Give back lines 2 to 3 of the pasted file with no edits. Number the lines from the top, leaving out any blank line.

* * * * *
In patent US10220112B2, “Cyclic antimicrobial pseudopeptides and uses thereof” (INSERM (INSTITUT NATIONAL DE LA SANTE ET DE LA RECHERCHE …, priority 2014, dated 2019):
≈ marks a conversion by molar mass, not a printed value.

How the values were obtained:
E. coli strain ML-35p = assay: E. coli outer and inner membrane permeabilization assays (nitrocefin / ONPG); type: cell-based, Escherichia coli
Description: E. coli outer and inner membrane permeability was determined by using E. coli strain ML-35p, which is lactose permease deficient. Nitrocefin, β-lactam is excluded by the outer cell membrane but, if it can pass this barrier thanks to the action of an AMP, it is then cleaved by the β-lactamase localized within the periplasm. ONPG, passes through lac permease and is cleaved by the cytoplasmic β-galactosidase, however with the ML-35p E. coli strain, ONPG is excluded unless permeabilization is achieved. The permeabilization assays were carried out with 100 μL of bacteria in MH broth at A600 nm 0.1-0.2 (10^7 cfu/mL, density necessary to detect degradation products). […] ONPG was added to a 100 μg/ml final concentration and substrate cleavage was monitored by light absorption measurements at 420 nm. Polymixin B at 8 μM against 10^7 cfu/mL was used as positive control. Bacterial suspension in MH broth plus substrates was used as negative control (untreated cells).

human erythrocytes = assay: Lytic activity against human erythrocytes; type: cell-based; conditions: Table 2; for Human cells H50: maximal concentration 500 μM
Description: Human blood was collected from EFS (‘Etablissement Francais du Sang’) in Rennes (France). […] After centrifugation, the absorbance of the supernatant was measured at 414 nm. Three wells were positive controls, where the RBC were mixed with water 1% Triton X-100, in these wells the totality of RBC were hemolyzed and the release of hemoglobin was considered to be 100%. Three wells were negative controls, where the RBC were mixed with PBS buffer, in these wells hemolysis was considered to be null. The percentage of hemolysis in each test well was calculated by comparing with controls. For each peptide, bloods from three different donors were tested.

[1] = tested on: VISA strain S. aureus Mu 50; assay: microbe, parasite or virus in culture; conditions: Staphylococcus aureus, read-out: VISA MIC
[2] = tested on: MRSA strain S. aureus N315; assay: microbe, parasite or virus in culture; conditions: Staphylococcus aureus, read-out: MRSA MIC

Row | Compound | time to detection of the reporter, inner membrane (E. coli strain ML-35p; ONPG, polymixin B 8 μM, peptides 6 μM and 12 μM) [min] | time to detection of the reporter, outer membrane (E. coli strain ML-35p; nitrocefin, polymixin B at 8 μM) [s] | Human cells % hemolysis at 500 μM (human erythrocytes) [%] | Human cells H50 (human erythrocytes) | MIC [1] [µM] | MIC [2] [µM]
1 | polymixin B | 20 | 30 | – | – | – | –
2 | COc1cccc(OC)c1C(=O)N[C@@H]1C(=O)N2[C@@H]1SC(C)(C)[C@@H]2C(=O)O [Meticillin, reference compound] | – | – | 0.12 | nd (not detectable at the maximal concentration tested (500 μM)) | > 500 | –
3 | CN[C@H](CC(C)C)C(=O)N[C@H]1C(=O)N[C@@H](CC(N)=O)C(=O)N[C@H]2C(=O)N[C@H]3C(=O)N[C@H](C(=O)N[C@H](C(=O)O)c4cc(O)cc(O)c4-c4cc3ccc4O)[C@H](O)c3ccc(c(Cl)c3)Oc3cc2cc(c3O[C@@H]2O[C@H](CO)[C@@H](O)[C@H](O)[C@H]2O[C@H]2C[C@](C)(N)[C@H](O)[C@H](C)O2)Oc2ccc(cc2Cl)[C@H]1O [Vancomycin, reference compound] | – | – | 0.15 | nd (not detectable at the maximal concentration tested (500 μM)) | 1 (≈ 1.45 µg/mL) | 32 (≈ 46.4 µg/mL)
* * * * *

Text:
≈ marks a conversion by molar mass, not a printed value.

How the values were obtained: